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Texto & Contexto - Enfermagem

Print version ISSN 0104-0707On-line version ISSN 1980-265X

Texto contexto - enferm. vol.28 no.spe Florianópolis  2019  Epub July 22, 2019 

Original Article



Patricia Jara-Concha1

Francisco Cumsille2 

1Universidad de Concepción, Facultad de Enfermería. Concepción, Chile.

2Comisión Interamericana para el Control del Abuso de Drogas, Observatório Interamericano de Drogas. Washington, DC, Estados Unidos



to analyze the attitudes of residents in an urban commune of Concepción, Chile towards people with drug abuse according to drug type, personal experience and socio-demographic variables.


descriptive and cross-sectional study that examines the attitude of 121 people of five census districts of commune of Concepción, Chile, regarding who has abuse of four types of drugs: alcohol, marijuana, cocaine and base paste, and its relation with socio-demographic variables, personal experience, drug type, using the Multidimensional Inventory of Attitudes.


ambivalent attitudes are observed towards those who abuses of alcohol and marijuana; on the other hand, attitude is negative towards those who abuse of cocaine and base paste. Female gender and religiosity were significantly associated with negative attitudes and young adults presented more ambivalent and less negative attitudes than middle-aged adults and older did. Personal experience is significantly related only if people that abuse of marijuana and cocaine are known.


it is concluded that ambivalent and negative attitudes prevail towards people who abuse of drugs, what constitutes an obstacle to access treatment and social integration. It is necessary to keep investigating about attitudes, social distance and personal contact in order to elaborate strategies that allow to address stigma and discrimination towards those who present drug abuse in Chile

DESCRIPTORS Attitudes; Knowledge; Behaviors; Health practices; Substance-related disorders; Adults



analisar as atitudes de moradores de um município urbano de Concepción, Chile, para com as pessoas com abuso de drogas, segundo o tipo de drogas, a experiência pessoal e as variáveis sociodemográficas.


estudo descritivo e transversal que examina as atitudes de 121 pessoas de cinco distritos de recenseamentos do distrito de Concepción, Chile, para com aquelas pessoas que fazem uso abusivo de quatro tipos de drogas: álcool, maconha, cocaína e paco, e sua relação com variáveis sociodemográficas, vivência pessoal e tipo de droga, utilizando o Questionário Multidimensional de Atitudes.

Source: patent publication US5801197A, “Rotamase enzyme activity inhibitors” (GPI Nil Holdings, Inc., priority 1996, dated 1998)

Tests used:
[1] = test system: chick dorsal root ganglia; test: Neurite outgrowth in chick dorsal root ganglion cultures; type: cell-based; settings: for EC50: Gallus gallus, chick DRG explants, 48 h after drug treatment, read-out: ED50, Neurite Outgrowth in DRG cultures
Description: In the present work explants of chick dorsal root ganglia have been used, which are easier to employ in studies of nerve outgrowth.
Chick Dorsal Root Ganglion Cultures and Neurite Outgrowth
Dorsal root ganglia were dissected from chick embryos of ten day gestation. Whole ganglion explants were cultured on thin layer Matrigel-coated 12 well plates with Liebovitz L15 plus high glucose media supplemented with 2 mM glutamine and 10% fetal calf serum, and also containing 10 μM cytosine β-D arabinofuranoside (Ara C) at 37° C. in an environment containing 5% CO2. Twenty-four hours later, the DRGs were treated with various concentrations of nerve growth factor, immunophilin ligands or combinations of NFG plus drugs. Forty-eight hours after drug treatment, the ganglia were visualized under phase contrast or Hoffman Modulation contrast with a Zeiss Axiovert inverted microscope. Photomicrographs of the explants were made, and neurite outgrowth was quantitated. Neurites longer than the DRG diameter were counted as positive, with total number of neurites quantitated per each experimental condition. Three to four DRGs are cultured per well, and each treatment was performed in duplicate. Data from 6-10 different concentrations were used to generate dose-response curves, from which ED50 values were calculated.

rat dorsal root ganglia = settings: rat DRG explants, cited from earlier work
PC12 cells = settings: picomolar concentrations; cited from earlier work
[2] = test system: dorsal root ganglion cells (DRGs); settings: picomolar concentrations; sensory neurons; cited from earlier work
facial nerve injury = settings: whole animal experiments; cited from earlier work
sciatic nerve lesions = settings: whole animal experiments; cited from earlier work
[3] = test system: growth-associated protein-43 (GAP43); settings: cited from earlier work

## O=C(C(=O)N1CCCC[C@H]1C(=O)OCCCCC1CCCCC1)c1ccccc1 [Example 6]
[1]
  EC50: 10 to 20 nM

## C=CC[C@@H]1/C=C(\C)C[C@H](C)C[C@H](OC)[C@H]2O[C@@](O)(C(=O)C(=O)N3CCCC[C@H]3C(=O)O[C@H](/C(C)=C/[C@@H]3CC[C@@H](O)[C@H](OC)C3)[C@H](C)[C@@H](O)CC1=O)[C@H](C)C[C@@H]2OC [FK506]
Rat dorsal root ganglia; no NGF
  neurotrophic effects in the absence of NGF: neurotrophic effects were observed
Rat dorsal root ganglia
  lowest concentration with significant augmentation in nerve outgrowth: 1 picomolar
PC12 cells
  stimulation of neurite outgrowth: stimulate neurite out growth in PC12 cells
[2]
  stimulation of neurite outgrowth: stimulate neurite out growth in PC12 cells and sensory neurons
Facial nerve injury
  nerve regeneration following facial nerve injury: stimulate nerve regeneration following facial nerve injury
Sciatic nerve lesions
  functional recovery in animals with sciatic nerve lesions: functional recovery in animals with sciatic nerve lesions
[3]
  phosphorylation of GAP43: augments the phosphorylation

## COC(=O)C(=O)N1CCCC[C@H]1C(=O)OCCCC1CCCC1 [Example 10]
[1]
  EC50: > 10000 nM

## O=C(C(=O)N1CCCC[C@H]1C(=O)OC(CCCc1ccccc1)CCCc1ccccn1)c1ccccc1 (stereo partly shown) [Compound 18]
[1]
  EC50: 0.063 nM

foram observadas atitudes ambivalentes para com aquelas pessoas que fazem uso abusivo de álcool e maconha. Em contrapartida, apresentam-se atitudes negativas para com as pessoas que fazem uso abusivo de cocaína e paco. O gênero feminino e a religiosidade foram associados significativamente com atitudes negativas, e os adultos jovens apresentaram atitudes mais ambivalentes e menos negativas que adultos de meia-idade e mais maduros. A vivência pessoal está associada significativamente apenas se as pessoas que abusam de maconha e cocaína são conhecidas.


concluiu-se que predominam atitudes ambivalentes e negativas para com as pessoas que abusam de drogas, fato que constitui uma barreira para o acesso ao tratamento e à integração social. É necessário continuar pesquisando sobre as atitudes, a distância social e o contato pessoal, para elaborar estratégias que permitam abranger o estigma e a discriminação para com aquelas pessoas que apresentam abuso de drogas no Chile.

DESCRITORES Atitudes; Conhecimentos; Comportamentos; Prática em saúde; Transtornos relacionados ao Uso de Substâncias; Adultos


The magnitude of world’s drug problem is more evident when it is considered that more than one in ten drug users is a problematic drug consumer, who suffers from drug use disorders or drug dependence.1 More than drugs’ physical effects, people that presents problematic use or drug abuse face the social consequences that derives from others attitudes towards them. Attitudes are influenced by knowledge, beliefs, culture and values.

There are studies that indicate that is necessary to combat stigma and negative attitude towards the mentally ill, including those who have drug abuse.2-5 Positive attitudes foster social acceptance at the interpersonal level and at the socio contextual levels. It is acknowledged that negative and stigmatizing attitudes can increase social isolation, relapse and worsening condition of people with mental illness and those who present drug abuse.6-9

The stigma of drug addiction is associated with negative perceptions and it is considered a barrier to access treatment.6,9-10 Greater problem even if the stigma comes from health care professionals, having more negative attitudes towards people with drug abuse and noticing that the treatment of those patients is challenging, stressful and difficult.8 Stigmatizing attitudes from public in general in the US towards people that abuse of substances are much more severe compared to stigma towards other mental illnesses such as depression and also people with substance abuse are considered violent and dangerous.11-13 People from the general public expressed greater social distance and were negative in their expectations about the rehabilitation opportunities for people with drug abuse.12